I was talking to one older gentleman and the topic of sexism came up, and he expressed frustration at the favouritism shown to women by the government, professing that the sexism it’s meant to counter doesn’t exist in aviation. I don’t have the experience to say for certain how close to the mark he is, and of course I have to take into consideration that he’s a man and will have never been subject to the sexism that I have. But he told me a story about a time when a young woman he was training accused him of failing her because she was female, and he went to his records to point out that he’d failed a higher percentage of males than he ever had females. I’d like to believe that I’m going into an industry where I’ll be judged based on my abilities un-coloured by my gender. I hope it’s true. I suspect the reason that only 6% of people in aviation are female maybe not be because of discrimination coming from people within the industry, but rather because of attitudes and discouragement from people outside of the aviation community. It’s certainly been true for me. The influences that had stopped me from pursuing a career in aviation were entirely outside the aviation community – once involved in aviation, there has been no one who hasn’t welcomed me and encouraged me (regardless of whether or not I was paying them).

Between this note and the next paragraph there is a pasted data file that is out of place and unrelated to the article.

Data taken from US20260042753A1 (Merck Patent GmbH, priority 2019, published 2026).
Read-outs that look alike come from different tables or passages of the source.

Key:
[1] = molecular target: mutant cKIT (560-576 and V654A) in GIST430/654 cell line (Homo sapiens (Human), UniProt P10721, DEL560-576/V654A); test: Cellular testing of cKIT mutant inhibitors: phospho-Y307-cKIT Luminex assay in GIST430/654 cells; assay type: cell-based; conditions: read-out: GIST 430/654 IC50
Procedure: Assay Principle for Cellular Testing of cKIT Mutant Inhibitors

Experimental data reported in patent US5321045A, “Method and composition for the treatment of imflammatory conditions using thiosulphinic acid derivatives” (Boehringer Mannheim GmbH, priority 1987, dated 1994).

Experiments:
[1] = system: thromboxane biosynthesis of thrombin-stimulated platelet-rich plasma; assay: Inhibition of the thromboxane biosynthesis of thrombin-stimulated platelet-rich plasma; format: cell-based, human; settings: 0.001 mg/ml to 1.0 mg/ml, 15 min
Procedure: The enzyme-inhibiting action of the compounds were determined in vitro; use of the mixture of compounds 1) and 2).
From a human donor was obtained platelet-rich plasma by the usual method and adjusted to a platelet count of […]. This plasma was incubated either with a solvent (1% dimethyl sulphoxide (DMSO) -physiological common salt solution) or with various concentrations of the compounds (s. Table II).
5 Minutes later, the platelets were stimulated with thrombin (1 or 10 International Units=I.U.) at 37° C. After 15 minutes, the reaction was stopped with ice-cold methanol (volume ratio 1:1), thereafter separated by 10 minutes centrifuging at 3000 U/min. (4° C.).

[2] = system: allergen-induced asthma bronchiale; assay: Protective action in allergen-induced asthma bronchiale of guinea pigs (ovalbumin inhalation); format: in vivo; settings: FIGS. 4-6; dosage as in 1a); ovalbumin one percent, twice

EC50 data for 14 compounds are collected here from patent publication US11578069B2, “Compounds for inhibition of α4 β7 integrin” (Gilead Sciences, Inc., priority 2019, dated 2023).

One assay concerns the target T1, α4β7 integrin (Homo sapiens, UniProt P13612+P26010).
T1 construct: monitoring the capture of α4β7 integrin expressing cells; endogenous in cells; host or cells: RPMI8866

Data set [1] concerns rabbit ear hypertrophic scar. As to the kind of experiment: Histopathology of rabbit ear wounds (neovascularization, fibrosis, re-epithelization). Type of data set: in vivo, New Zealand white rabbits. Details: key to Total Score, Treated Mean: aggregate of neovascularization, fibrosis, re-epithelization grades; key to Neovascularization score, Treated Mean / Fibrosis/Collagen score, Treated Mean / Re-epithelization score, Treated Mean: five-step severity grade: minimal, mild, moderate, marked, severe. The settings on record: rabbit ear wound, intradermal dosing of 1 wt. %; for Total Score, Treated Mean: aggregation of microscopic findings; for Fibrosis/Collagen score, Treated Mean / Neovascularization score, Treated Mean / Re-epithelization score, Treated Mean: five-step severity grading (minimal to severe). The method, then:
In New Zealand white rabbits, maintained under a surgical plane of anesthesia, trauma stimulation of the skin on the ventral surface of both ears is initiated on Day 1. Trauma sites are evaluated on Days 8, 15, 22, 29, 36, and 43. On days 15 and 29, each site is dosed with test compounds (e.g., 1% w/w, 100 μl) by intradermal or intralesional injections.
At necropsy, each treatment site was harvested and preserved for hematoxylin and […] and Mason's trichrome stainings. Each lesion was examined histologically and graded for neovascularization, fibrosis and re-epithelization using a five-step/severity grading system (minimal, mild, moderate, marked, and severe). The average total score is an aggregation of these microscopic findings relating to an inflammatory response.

Anyway, next week I only have two days of flying scheduled, and a couple days of work, but I’m working on getting that medical straightened out, so wish me luck on getting a psych appointment quickly. That and I’ll be working on getting ready for the PSTAR exam, so that I’ll be ready to solo when the medical comes through.
As you say, let’s hope you don’t meet with any sexism on the way. Maybe you’ve already overcome some of the biggest hurdles that you will face by simply starting on the training. Also, let’s hope the medical stuff works out smoothly as well – and as requested, good luck with the psych appointment.
Thanks. It’s weird to have my friends telling me I’m “an inspiration to all of us.” It never occurred to me that others would look at it that way.
It’s on account of the fact that you’ve had the courage to get off your butt and do something you really, really, want to do. And I’m not saying everyone should do what they want to do right now – all that “follow your dream stuff” is good in its place, but it needs to be considered in perspective.
I can’t follow my dreams right now because my dream is to write full time and if I did this my family would be hungry and out of the street after a couple of months. But that’s fine, I’m doing what I need to do now. Maybe I’ll write more in future – meanwhile you have the chance to do what you want now, so you’ve got to take it. There’s a difference between it being a bad idea to follow your dreams (me right now, so I need to keep up the day job) and it being difficult to follow your dreams (you right now, it’s going to be tough but you’ve got to go for it).
So people around you end up thinking variations on: “if Lindsay can do that what could I do?”
Maybe people from your past would be surprised to hear that you are now a role model for others – but that’s what you are 😉